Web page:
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  1. I just thought of something easier that is less dependent on the OS version:

    Click the Start button > Command Prompt > type VER and tap the Enter key

    1. Show previous comments  1 more
    2. GregLauver


      Sorry for the delayed response; the K Forum did not relay your PM, so I didn't notice it until someone updated the Meltdown/Spectre topic.

      Whether or not Kaspersky can protect us may depend upon how some jester might try to exploit the vulnerability; but I'm guessing K would not see it.  Here is why I think that.

      At the lowest level, you have hardware: the chassis, connectors, wires, gears, doors, capacitors, resistors, transistors (chips), drives - all the stuff you can physically handle and weigh.  But all this is just inert paperweights unless there is a way to make it respond to your Intent.

      That begins to happen in firmware, an electromechanical bridge which can pass simple instructions and responses between hardware and the operating system; but we're still not "there" yet.

      In order to avoid the need to create a specific OS for each hardware configuration (imagine infinite incompatibility), a more generic OS can learn enough about the hardware to create a hardware abstraction layer, a way of packaging specifics about similar devices so the OS can use whatever capabilities an optical drive may have without being hard-coded for those specifics.  Think of the HAL as virtual hardware:  it's usable in every way that hardware is used, and it makes the hardware echo what it's doing, but it's a ghost like everything above it (simply encoded ideas and instructions).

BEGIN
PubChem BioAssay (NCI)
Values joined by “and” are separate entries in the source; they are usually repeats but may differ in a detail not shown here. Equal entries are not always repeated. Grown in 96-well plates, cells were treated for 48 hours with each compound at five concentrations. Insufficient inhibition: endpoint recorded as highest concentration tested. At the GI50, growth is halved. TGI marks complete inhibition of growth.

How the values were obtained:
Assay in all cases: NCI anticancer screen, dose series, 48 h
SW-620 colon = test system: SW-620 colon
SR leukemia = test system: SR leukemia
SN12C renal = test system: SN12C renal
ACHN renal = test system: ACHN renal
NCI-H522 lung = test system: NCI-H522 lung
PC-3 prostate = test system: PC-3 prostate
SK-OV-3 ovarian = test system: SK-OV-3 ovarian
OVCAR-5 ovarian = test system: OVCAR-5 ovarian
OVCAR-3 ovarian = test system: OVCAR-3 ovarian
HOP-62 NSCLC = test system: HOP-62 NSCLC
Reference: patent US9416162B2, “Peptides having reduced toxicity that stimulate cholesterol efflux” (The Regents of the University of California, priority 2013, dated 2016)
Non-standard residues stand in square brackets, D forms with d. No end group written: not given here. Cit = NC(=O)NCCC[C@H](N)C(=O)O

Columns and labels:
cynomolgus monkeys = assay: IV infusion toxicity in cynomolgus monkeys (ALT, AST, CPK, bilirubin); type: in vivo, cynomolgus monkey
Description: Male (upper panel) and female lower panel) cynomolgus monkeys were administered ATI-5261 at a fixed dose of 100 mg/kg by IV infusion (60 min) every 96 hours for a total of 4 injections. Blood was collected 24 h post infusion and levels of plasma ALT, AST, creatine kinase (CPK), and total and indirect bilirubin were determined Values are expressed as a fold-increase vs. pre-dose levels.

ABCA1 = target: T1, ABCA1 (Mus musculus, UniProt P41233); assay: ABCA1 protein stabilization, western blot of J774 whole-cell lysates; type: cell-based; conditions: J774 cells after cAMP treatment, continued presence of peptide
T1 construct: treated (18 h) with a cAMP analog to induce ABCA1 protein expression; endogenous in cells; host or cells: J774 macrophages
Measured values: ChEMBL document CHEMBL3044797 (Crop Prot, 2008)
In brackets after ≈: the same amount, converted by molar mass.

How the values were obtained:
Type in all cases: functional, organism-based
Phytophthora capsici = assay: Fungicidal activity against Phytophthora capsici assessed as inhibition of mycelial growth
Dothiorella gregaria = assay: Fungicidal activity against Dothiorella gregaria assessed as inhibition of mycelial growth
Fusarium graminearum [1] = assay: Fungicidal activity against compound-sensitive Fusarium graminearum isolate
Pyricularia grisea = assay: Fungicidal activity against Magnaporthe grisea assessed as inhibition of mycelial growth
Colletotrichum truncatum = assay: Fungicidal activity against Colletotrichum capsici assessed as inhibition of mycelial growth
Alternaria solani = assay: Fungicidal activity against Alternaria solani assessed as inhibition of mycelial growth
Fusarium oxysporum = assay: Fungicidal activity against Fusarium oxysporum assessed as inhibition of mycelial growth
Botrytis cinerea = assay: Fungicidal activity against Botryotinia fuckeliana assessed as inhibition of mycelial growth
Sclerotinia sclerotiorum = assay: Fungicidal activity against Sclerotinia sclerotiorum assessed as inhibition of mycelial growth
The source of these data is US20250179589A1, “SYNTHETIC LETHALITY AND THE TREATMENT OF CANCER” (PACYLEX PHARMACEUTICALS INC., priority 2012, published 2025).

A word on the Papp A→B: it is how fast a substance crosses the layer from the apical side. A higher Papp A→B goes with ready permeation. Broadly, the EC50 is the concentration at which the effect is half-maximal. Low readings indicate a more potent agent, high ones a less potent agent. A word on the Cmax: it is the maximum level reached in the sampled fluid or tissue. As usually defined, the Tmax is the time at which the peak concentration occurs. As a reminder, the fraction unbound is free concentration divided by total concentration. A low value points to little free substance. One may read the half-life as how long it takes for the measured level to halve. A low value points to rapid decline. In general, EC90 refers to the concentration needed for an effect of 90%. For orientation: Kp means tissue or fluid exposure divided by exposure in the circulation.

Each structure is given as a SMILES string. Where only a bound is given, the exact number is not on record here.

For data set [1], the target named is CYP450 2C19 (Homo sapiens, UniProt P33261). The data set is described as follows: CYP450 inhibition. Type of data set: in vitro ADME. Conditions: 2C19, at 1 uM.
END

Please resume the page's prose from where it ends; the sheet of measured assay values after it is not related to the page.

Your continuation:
The operating system is the interface, more or less, between the machine and you (and the world); although, recently, an OS is more often used as a smart platform for applications (apps , a.k.a. software) which in turn interface between the internals and you (and the world), because the internals (that retain market share) have generally become stable and reliable.

      So your computer is a stack of layers: hardware, firmware, OS and HAL, apps, (you,) network.  If each is properly designed:  Apps can sense the OS and control it to varying degrees.  The OS can sense and control firmware and apps.

      Kaspersky (and other vendors) provides security apps (software) designed to defend your OS and good apps from bad apps; i.e. they protect the system at the OS layer and outward (discounting human error).

      Meltdown is a flaw in the basic hardware; so instead of asking you to wait until a flaw-free hardware CPU is available, and then to either replace the flawed CPU or buy a new computer because the new CPU is incompatible with existing hardware (and firmware, OS, etc), the CPU makers are providing new firmware that "works around" the flaw so it cannot be exploited.  This in turn makes it necessary to adapt the ephemeral layers above firmware to accommodate it.